Ballo in maschera, Un (A Masked Ball)
  • Giuseppe Verdi. Melodramma in three acts. 1858.
  • Libretto by Antonio Somma after Eugène Scribe’s Gustave III, ou Le Bal masqué (Gustav III, or The Masked Ball).
  • First performance at the Teatro Apollo, Rome, on 17th February 1859.
Riccardo, Count of Warwick (Gustavus III of Sweden) tenor
Amelia, wife of Renato soprano
Renato, secretary to the Governor (Anckarstrom) baritone
Samuele (Count Ribbing) bass
Tommaso (Count Horn) bass
Silvano, a sailor (Cristian) baritone
Oscar, a page soprano
Ulrica, a fortune-teller (Arvidson) contralto

Originally set in late 18th-century Sweden, the plot dealt with a conspiracy against Gustavus III and his assassination. Verdi and his librettist were compelled by censorship in Naples, for which the work was originally intended, to change the scene from Sweden to Boston and the King to the English Governor. In the Boston version first performed, Riccardo is in love with Amelia, wife of his friend and secretary, Renato, who has discovered a plot against the Governor. Riccardo consults the fortune-teller Ulrica and overhears Amelia seek from the old woman a remedy for her love for Riccardo. The woman tells Riccardo he will be killed by a friend. At midnight by the gallows, Amelia seeks the magic herb that will cure her, meeting there Riccardo, who has overheard her plan. Renato approaches, warning Riccardo of a plot to kill him, and is told to escort the veiled woman back, without seeking her identity. The conspirators seize them both and reveal Amelia’s identity, leading to the tragedy of the third act, where, at a masked ball, Renato kills Riccardo, who had resolved to part with Amelia and now, as he dies, assures her husband of her fidelity.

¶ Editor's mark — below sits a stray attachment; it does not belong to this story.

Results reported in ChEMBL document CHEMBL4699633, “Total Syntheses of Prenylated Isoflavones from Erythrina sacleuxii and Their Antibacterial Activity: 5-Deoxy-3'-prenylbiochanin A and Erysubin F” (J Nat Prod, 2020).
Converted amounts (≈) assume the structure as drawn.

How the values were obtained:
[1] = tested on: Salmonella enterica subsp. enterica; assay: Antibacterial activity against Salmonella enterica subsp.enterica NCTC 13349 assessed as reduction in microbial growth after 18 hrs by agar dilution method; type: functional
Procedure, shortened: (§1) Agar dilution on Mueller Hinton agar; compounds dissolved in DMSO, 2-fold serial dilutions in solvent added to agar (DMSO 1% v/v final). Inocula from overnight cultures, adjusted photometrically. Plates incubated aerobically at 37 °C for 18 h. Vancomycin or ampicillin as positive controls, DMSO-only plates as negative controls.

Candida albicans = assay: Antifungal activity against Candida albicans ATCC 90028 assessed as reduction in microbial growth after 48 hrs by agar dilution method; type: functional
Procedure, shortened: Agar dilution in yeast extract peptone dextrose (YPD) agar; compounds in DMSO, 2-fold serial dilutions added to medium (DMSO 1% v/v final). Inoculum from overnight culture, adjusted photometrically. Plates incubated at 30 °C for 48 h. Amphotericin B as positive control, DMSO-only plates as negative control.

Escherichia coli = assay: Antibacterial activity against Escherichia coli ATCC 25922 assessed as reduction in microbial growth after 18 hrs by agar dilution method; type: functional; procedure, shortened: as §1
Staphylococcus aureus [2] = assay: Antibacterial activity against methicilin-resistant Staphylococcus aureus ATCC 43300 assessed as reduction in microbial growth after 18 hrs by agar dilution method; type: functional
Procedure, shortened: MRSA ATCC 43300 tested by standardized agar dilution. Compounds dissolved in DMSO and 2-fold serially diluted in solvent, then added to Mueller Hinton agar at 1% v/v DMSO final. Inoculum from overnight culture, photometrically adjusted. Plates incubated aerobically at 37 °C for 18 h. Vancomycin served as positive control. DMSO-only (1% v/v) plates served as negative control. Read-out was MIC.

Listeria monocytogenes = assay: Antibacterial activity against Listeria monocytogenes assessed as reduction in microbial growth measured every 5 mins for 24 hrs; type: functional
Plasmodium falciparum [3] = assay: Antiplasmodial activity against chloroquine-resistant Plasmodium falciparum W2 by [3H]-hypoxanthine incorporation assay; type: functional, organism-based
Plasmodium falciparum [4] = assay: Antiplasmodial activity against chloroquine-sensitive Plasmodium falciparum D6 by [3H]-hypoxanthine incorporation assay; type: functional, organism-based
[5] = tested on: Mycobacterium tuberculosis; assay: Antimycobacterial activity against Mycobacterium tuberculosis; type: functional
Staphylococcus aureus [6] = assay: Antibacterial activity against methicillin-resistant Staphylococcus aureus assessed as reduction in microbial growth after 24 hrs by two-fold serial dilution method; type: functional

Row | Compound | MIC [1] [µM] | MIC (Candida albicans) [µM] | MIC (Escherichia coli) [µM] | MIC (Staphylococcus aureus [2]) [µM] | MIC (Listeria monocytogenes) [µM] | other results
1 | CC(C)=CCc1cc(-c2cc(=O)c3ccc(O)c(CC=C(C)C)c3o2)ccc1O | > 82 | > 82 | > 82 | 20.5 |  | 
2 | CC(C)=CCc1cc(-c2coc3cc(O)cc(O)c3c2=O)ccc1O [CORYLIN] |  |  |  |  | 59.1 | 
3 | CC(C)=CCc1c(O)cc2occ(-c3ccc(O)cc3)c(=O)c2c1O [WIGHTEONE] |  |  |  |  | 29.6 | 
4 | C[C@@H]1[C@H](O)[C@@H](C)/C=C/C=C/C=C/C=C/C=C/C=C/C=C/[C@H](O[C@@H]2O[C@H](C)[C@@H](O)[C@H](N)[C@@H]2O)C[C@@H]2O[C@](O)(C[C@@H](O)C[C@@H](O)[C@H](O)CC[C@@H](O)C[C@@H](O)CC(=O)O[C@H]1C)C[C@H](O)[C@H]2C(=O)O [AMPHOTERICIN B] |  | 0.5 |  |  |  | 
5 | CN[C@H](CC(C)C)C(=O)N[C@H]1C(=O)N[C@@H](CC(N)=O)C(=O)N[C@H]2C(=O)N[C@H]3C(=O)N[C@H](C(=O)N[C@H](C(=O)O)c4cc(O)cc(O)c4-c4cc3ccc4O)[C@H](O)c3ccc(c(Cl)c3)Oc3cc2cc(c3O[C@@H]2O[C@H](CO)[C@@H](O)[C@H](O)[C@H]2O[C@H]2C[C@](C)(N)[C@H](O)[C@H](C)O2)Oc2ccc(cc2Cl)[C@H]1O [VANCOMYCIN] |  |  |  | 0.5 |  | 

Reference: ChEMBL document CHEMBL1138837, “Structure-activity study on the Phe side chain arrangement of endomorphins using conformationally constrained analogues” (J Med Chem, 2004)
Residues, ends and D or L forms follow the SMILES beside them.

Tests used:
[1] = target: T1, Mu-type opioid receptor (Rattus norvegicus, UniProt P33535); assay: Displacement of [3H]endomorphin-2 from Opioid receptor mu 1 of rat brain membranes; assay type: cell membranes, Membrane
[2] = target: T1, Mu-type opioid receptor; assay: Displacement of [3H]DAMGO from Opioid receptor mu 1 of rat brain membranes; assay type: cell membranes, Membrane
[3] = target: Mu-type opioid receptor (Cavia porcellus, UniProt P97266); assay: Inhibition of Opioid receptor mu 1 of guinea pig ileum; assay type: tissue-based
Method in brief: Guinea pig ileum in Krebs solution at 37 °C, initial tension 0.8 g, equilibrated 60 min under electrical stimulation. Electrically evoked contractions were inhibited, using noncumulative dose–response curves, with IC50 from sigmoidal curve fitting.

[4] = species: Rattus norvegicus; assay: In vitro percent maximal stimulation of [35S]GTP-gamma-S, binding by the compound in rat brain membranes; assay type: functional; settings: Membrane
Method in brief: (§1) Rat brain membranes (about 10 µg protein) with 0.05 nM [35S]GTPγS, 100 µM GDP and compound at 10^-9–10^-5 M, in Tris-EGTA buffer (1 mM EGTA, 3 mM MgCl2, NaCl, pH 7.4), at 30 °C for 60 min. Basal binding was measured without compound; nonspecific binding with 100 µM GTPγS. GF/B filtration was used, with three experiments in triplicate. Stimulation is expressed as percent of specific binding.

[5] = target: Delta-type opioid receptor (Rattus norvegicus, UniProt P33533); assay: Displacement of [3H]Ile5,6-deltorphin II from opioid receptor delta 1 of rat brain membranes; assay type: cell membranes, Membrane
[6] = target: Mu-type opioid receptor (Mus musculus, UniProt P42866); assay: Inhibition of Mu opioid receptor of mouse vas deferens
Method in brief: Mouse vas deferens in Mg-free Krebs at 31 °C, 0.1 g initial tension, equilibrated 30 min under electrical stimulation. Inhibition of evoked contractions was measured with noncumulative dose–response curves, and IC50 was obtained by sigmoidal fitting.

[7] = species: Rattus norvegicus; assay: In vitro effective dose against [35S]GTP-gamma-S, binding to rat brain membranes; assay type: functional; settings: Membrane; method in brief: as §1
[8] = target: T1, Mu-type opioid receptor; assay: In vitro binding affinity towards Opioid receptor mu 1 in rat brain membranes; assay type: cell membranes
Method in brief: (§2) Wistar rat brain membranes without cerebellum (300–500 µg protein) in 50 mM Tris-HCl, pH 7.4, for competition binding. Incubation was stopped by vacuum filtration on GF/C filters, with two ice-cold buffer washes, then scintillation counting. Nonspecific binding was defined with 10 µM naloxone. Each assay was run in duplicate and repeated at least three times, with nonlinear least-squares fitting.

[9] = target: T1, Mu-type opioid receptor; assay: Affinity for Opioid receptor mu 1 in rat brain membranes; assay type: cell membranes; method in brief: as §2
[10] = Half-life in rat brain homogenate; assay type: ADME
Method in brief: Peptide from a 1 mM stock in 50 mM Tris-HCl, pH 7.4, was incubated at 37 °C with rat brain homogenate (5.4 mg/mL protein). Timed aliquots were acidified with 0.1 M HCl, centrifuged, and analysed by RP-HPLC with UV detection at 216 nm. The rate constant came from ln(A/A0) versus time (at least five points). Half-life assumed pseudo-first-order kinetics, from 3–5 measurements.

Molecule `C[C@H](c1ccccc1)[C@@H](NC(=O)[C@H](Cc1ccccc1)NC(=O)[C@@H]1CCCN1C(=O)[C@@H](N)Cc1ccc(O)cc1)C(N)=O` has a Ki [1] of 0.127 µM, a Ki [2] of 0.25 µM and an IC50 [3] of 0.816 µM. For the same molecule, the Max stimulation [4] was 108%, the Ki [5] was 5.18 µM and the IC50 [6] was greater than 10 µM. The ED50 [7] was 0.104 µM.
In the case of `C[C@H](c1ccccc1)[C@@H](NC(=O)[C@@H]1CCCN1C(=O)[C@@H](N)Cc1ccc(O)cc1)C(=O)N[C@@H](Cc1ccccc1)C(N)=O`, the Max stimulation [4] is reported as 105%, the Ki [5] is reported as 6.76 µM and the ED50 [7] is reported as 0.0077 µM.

Un ballo in maschera is often performed in its Swedish setting, rather than the improbable Boston. Others have transposed the work elsewhere, notably to Naples. In its dramatic music it combines elements of French and Italian style, the light and dark of Oscar and Ulrica and the more deeply characterised Renato and Amelia. The overture offers elements of the first scene, a chorus, a fugato and the first aria of Riccardo. Recital repertoire includes the tenor La rivedrà nell’estasi (I shall see her again in delight) and the baritone Alla vita che t’arride (To the life that gives us joy), the tenor’s Neapolitan Di’tu se fedele il flutto m’aspetta (Tell me if the sea faithful awaits me), as Riccardo confronts the sorceress, and his moving Ma se m’è forza perderti per sempre (But if I am forced to lose you for ever) in an opera where the tenor has a predominant role. Amelia has the demanding scene at the gallows, with her recitative and aria Ma dall’arido stelo divulsa (But parted from its dry stem) as she picks the magic herb, followed by her love duet with Riccardo, and her moving scene in which she asks Renato for pity, Morrò, ma prima in grazia deh! mi consenti (I die, but first of your kindness grant me), pleading to be allowed to see her son.